The Missing Review of Jane Caro’s ‘Oz Book of #Atheism’ Entry…

Andrei Rublev's Trinity, representing the Fath...
Andrei Rublev’s Trinity, representing the Father, Son and Holy Spirit in a similar manner. (Photo credit: Wikipedia)

Once upon a time, I was reviewing the individual entries in the Australian Book of Atheism.  After I discovered that the essays were just making me grumpy due to the poor reasoning, wild assertions, and general awfulness of the tone, I gave up writing all these down.  But I still have my notes.  Oh, yes.  I still have my notes…

The latest in Australia’s pop-religious discussion is For God’s Sake — a ‘debate in book form’.  The book has four authors, one of whom wrote an entry in The Australian Book of Atheism, Jane Caro.  I’m no stranger to criticising Caro.  One of my biggest complaints is her presentation as an academic expert in the public education debate.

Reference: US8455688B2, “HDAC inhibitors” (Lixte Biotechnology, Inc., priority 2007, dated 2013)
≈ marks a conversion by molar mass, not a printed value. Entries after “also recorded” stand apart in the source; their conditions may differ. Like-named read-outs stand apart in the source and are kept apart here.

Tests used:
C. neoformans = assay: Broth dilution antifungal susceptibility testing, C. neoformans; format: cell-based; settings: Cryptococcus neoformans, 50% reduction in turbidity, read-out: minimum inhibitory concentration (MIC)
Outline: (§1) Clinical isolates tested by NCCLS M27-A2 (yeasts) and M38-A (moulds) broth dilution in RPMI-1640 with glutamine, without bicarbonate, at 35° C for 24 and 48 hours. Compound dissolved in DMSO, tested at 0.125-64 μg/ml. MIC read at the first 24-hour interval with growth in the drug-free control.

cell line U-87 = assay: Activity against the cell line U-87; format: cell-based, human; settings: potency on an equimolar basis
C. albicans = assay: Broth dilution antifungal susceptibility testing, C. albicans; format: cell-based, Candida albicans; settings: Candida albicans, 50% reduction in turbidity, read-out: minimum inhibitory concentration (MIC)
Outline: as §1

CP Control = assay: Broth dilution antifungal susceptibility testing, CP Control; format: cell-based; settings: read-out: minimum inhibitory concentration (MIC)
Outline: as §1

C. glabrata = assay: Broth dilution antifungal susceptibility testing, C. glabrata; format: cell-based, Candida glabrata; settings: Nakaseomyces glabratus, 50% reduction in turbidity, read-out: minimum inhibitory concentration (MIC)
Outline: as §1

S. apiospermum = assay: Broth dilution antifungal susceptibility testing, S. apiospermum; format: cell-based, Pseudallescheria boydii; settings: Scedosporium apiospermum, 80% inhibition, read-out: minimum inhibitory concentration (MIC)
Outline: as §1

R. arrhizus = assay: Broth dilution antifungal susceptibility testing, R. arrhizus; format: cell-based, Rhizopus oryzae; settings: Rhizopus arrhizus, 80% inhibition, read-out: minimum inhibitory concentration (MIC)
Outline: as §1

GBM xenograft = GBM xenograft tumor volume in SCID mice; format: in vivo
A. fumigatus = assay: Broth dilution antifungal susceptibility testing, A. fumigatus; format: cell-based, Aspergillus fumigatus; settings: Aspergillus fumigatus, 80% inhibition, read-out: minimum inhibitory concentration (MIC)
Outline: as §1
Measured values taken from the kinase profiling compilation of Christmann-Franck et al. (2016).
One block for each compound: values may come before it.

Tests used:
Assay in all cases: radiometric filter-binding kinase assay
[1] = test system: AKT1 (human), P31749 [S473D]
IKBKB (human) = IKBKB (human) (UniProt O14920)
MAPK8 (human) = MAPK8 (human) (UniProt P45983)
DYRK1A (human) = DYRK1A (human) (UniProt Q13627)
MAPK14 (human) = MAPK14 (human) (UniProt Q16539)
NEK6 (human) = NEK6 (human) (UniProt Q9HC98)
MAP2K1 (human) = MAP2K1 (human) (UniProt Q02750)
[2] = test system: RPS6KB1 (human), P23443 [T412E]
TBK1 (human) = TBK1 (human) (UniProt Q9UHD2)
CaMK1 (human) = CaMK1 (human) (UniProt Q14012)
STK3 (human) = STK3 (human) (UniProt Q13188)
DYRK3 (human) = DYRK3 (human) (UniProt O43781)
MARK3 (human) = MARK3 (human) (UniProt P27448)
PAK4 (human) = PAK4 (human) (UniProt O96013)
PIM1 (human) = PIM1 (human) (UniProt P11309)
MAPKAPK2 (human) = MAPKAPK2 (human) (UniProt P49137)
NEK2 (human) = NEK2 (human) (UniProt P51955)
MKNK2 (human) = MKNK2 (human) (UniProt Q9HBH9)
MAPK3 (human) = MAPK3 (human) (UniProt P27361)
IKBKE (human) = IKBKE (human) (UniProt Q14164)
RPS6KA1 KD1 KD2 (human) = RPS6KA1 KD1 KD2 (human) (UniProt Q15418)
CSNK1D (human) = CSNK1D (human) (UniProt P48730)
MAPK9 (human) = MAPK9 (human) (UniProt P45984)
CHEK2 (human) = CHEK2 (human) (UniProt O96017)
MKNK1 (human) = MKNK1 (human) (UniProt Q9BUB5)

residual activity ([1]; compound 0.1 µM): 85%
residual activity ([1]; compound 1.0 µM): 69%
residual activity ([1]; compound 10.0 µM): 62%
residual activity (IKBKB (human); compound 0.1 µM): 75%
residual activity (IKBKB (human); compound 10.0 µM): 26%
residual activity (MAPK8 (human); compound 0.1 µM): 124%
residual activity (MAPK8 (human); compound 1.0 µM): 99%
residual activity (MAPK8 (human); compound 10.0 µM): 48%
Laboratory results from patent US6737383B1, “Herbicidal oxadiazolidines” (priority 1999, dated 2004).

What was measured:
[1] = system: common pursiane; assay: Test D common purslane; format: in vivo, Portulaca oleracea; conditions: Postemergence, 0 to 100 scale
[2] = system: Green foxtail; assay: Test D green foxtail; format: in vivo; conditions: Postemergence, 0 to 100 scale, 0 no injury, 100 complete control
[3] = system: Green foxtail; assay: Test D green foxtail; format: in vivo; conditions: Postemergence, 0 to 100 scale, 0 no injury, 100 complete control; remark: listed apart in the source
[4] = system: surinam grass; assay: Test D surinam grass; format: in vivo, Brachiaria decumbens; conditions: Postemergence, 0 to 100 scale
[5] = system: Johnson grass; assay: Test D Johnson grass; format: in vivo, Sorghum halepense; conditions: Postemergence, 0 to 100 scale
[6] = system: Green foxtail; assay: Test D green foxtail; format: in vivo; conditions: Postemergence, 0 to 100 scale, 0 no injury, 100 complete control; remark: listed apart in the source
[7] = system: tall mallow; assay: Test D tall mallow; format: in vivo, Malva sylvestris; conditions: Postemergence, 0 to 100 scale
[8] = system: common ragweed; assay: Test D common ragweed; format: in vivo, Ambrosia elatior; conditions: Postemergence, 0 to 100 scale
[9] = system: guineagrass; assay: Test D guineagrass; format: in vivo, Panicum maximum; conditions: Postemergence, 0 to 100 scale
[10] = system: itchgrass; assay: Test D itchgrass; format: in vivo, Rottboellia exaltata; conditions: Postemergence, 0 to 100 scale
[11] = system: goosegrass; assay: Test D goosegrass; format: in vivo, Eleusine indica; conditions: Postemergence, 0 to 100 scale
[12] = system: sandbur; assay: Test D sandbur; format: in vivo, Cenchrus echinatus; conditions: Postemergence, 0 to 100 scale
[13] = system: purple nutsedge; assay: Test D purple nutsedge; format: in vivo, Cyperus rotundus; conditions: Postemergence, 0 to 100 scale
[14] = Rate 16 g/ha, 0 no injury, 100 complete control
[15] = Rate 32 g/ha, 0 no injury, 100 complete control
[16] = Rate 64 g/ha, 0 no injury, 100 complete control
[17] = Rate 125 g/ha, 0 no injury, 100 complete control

My criticism of her article in The Australian Book of Atheism, however, was so scathing that I refrained from uploading it to this blog.  As was fairly evident, I wasn’t the intended audience for the book in general.  Despite being an atheist and interested in the history of atheism, this was a book for the happy-clapper atheist.  The sort of atheist who happily repeats everything they’ve heard that conforms with their prejudices, biases, and intuitions.  The sort of atheist who describes religion as the source of all social evils in the world in one breath, then ignorantly attacks Islam and its adherents in the second.

But reading Caro’s contribution to For God’s Sake made me remember the horribleness of her entry in The Australian Book of Atheism.  It seems obvious that terrible things happen when intelligent people say nothing.

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